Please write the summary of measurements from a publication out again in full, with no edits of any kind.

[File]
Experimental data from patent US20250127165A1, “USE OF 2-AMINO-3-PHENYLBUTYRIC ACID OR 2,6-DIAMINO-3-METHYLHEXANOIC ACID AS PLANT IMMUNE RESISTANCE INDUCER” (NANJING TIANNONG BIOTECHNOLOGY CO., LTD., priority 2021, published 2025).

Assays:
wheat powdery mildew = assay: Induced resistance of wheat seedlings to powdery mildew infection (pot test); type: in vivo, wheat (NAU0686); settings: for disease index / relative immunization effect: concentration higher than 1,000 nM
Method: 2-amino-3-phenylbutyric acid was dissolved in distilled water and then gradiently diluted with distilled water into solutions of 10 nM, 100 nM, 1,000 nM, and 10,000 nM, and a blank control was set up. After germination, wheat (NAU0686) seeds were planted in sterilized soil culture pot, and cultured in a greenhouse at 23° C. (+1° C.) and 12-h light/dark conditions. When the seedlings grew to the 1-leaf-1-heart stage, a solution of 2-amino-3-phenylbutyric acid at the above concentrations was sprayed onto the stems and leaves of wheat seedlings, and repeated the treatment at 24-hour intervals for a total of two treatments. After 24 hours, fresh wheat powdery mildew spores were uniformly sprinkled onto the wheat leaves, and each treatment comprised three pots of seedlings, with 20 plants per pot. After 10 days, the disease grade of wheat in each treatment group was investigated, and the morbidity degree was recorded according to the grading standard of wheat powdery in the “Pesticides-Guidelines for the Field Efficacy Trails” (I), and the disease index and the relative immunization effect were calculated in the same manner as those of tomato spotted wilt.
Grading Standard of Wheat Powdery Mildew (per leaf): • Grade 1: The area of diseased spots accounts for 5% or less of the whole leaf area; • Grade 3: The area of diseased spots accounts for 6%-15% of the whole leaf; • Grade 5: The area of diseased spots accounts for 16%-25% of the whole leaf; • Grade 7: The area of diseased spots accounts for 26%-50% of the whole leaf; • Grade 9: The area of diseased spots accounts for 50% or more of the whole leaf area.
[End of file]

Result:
Experimental data from patent US20250127165A1, “USE OF 2-AMINO-3-PHENYLBUTYRIC ACID OR 2,6-DIAMINO-3-METHYLHEXANOIC ACID AS PLANT IMMUNE RESISTANCE INDUCER” (NANJING TIANNONG BIOTECHNOLOGY CO., LTD., priority 2021, published 2025).

Assays:
wheat powdery mildew = assay: Induced resistance of wheat seedlings to powdery mildew infection (pot test); type: in vivo, wheat (NAU0686); settings: for disease index / relative immunization effect: concentration higher than 1,000 nM
Method: 2-amino-3-phenylbutyric acid was dissolved in distilled water and then gradiently diluted with distilled water into solutions of 10 nM, 100 nM, 1,000 nM, and 10,000 nM, and a blank control was set up. After germination, wheat (NAU0686) seeds were planted in sterilized soil culture pot, and cultured in a greenhouse at 23° C. (+1° C.) and 12-h light/dark conditions. When the seedlings grew to the 1-leaf-1-heart stage, a solution of 2-amino-3-phenylbutyric acid at the above concentrations was sprayed onto the stems and leaves of wheat seedlings, and repeated the treatment at 24-hour intervals for a total of two treatments. After 24 hours, fresh wheat powdery mildew spores were uniformly sprinkled onto the wheat leaves, and each treatment comprised three pots of seedlings, with 20 plants per pot. After 10 days, the disease grade of wheat in each treatment group was investigated, and the morbidity degree was recorded according to the grading standard of wheat powdery in the “Pesticides-Guidelines for the Field Efficacy Trails” (I), and the disease index and the relative immunization effect were calculated in the same manner as those of tomato spotted wilt.
Grading Standard of Wheat Powdery Mildew (per leaf): • Grade 1: The area of diseased spots accounts for 5% or less of the whole leaf area; • Grade 3: The area of diseased spots accounts for 6%-15% of the whole leaf; • Grade 5: The area of diseased spots accounts for 16%-25% of the whole leaf; • Grade 7: The area of diseased spots accounts for 26%-50% of the whole leaf; • Grade 9: The area of diseased spots accounts for 50% or more of the whole leaf area.